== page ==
Structural Studies on Three Plant Diterpenoids from Leonotis nepetaefolia
This paper describes the interesting structural studies on three new diterpenoids (plant products), namely, hydroxy-dialactone nepetaefolinol (9,13-epoxy-6b-hydroxy-8a-labdane-16,15 :19,20-diolactone), dehydrated nepetaefolinol (9,13-epoxylabd-5-ene-16,15:19,20-diolactone) and isomeric tetrol (15,16-epoxy-labda-13(16),14-diene-6b,9,17,19-tetrol: which is the reduction product of new diterpenoid leonotinin) isolated from Indian herbal plant Leonotis nepetaefolia (collected in the flowering season from Guindy area, Madras), and are found to be the major compounds in their extractions, so they are expected to possess the interesting pharmacological properties. In all three structures, the fused ring systems adopt distorted chair-chair, distorted chair and intermediate between 1,2-diplanar and half-chair and chair-chair conformations. In compounds 1 and 2, the twisted form of lactone rings are orthogonal to each other and make dihedral angle of 88.4(1) and 87.5(2)° with each other. The primary interaction between the molecules is van der Waal’s in nature.
Keywords: diterpenoid, leonotis nepetaefolia, hypotensive, antimicrobial, phosphodiesterase inhibitors, pharmacological (Received February 2, 2002; Accepted June 6, 2002)
Recent chemical and biological research has resulted in much evidence concerning the defensive role of natural products. Natural products, the structurally diverse compounds act as growth inhibitors, antifeedants, antimicrobial, deterrents and insecticides. Leonotis nepetaefolia is one of the 41 species of Labiatae spread all over the country. It is used to treat bronchial asthma, diarrhoea, fever, influenza and malaria, and is also an analgesic. Phytochemical analysis has revealed that L.nepetaefolia contains, amongst many constituents, labdanic acid (BAGHY et al., 1965), the diterpene methoxynepetaefolin (MACHAND, 1973), the terpenic alcohols nepetaefolinol and leonotinine (PURUSHOTHANAN et al., 1974) and a coumarin, characterized as 4,6,7-trimethoxy -5-methylchromen -2-one (PURUSHOTHAMAN et al., 1976). The pharmacological actions of the crude hydroalcoholic extract and stems of tea extracts obtained from Leonotis nepetaefolia may be purported for anti-asthmatic and anti-diarrhoeal properties. Current anti-asthmatic therapy is based mainly on the use of the drugs which act either via stimulation of b2-adrenoceptors, such as terbutaline and salbutamol, or by inhibition of smooth muscle phosphodiesterase, such as thecophylline. It is suggested that the pharmacological effects of the extracts of L. nepetaefolia may result from potentiation of the cAMP system. Considering that the extracts of L. nepetaefolia could potentially exhibit a profile of activity similar to that of b- adrenoceptor agonists and /or phosphodiesterase inhibitors, their effects on tracheal, ileal and uterine smooth muscle, as well as on cardiac muscle were examined (CALIXTO, YUNES and RAE, 1991).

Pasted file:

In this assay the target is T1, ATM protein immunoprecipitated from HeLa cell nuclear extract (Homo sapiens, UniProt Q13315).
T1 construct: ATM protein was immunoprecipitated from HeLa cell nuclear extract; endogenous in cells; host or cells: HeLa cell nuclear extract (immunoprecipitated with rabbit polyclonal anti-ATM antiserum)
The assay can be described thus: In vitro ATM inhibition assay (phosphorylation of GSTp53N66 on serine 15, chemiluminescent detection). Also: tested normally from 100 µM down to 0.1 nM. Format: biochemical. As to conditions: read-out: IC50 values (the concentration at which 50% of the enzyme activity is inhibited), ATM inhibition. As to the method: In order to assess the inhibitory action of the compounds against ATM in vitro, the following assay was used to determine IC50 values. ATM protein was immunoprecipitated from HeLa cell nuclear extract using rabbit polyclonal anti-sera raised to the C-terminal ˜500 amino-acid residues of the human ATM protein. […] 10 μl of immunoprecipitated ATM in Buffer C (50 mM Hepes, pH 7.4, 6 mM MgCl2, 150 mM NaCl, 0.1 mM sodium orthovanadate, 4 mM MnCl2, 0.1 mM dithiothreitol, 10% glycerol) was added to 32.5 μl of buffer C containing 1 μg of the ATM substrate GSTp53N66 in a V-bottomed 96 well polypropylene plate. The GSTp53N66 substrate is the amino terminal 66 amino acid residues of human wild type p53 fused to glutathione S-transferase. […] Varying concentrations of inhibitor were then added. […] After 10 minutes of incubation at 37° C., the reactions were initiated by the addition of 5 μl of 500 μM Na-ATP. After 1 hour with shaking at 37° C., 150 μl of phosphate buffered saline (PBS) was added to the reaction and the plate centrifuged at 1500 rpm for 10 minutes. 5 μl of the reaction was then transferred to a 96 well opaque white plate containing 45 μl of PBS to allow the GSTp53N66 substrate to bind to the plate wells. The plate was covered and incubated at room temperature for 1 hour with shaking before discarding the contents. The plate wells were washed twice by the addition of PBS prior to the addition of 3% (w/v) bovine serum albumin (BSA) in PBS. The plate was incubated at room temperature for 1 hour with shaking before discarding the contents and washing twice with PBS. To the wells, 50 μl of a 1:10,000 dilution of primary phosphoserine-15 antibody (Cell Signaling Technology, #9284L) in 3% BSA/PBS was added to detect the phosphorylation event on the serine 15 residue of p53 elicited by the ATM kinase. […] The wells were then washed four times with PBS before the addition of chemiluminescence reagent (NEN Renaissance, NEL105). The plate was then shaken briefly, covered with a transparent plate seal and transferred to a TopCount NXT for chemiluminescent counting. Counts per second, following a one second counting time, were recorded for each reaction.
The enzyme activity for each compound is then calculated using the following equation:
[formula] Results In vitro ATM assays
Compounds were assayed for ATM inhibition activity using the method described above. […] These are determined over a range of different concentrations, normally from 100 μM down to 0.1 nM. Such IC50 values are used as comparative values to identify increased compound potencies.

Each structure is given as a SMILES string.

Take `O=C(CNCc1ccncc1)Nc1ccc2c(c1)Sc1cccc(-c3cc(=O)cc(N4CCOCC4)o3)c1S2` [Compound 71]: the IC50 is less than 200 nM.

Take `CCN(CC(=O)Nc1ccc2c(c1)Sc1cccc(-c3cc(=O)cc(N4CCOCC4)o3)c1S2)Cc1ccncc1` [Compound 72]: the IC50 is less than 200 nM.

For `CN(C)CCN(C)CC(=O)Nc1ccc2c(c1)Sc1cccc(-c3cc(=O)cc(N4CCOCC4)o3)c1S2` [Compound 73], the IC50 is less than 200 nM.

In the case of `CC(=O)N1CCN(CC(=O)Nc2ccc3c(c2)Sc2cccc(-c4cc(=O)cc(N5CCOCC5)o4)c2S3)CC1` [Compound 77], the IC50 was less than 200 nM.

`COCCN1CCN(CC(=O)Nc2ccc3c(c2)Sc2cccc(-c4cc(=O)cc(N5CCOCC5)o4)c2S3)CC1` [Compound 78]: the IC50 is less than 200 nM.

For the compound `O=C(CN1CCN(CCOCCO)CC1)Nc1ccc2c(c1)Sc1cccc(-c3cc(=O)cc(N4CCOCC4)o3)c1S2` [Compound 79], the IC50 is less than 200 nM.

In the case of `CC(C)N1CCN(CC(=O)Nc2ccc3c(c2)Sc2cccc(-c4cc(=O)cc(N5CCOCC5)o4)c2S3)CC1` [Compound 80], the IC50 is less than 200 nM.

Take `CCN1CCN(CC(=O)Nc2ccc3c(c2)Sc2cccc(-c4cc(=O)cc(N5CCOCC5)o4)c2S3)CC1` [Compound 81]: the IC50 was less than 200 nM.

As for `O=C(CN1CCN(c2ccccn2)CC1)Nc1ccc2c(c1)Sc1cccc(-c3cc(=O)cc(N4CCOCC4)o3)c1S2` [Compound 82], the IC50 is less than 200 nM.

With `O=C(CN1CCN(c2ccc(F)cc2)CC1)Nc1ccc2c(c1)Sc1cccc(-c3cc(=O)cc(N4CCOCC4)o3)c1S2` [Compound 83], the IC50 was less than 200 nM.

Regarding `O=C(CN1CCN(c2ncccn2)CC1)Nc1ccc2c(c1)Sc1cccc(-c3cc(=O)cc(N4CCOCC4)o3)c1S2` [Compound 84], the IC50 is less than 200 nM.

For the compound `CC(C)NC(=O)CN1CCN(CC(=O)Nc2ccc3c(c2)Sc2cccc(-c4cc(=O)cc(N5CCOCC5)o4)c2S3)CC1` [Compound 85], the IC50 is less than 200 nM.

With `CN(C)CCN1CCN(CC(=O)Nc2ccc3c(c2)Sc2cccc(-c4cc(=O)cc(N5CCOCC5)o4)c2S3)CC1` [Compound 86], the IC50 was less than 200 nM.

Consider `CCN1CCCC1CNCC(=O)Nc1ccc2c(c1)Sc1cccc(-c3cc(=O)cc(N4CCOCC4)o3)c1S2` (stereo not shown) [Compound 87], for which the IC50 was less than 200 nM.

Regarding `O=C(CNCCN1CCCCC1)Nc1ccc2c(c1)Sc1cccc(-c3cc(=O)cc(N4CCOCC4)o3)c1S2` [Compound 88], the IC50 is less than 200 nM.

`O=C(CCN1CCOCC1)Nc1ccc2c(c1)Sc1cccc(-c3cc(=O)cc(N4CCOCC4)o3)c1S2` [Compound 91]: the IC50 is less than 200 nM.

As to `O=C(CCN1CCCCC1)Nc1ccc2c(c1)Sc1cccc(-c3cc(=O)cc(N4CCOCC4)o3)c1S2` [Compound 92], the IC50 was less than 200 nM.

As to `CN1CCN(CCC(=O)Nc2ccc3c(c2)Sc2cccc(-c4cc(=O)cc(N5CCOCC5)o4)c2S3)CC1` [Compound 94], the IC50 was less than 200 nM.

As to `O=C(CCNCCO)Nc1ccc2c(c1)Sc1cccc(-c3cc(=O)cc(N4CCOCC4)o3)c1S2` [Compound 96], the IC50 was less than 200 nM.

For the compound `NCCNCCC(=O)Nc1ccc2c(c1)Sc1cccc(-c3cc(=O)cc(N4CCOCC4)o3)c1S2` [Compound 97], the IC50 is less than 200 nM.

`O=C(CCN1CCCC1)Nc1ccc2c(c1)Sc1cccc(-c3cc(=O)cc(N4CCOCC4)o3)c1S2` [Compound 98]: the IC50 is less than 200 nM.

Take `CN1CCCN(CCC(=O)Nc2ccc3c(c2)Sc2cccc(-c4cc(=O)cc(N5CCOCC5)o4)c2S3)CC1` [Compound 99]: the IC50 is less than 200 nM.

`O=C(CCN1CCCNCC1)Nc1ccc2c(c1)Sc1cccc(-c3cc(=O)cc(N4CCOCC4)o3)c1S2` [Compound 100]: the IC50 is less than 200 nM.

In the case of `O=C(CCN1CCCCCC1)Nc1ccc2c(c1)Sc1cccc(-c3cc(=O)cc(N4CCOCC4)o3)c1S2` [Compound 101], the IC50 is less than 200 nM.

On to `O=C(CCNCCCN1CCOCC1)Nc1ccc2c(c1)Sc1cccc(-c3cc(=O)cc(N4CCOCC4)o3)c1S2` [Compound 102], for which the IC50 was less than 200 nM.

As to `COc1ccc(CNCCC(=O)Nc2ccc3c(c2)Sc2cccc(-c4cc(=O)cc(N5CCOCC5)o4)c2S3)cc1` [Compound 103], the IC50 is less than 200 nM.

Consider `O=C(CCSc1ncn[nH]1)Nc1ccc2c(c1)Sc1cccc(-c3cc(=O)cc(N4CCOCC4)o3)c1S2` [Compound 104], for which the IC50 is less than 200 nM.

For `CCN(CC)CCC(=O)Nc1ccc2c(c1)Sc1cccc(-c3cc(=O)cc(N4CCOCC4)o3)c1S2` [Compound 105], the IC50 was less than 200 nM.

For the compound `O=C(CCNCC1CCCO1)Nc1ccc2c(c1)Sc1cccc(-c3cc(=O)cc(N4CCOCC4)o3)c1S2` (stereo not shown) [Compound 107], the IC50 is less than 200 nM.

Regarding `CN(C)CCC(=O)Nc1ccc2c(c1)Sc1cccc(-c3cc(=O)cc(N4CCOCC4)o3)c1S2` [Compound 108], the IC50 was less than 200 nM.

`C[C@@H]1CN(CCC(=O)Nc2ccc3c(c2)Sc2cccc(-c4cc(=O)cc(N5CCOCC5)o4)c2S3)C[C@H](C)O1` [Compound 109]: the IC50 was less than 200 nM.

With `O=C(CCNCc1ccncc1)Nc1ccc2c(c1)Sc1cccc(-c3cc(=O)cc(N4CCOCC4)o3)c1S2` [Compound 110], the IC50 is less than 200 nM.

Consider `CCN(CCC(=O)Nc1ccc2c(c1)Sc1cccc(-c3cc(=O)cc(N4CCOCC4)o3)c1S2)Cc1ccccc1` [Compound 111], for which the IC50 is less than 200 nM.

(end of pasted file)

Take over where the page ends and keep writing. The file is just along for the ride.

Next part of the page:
Leonotis nepetaefolia is one of the important Ayurvedic herbal drug known as Grantiparani in Sanskrit. Phytochemical examination of this plant parts yielded different diterpenoids of labdane type. This plant exhibited various biological activities viz. antifungal, anti-malarial, anti-cancer, hypotensive and has attributed to a variety of salutary physiological effects (DAHL and NORMAN, 1970). The essential oil of L.nepetaefolia (Labiate) was tested for its anti-bacterial activity against both Gram positive and Gram negative bacteria and was found to be moderately active. The essential oil was also found to be inhibitory to dermatophytic fungi and suppressive to other aerial fungi. The oil may be quite useful in skin infections due to dermatophytes even with secondary bacterial infections (GOPAL, SARATHA VASANTH and VASUDEVAN, 1994). The plant is reported to be useful in skin infections and also as a laxative and narcotic. Certain varieites of the leonotis species are referred to as “Wild Dagga” due to their mild narcotic properties. It was originally believed that this was due to an alkaloid called leonurine, but there may be other compounds such as the three diterpenoids isolated from Leonotis nepetaefolia.
A decoction of the leaves is used as tonic and to cure burns. The seeds possess feeble anti-malarial acitivity. The seed extract exhibited toxicity against Gram positive and Gram negative bacteria (GOPAL et al., 1995). Ash from the flowers is treated against burns (Wealth of India, 1962). Many species of the wide-spread family Labiatae have been used in primitive medical treatment of cancer. Thus every component of the plant has useful medicinal properties. Fig.1 shows the chemical diagrams of three diterpenoids..
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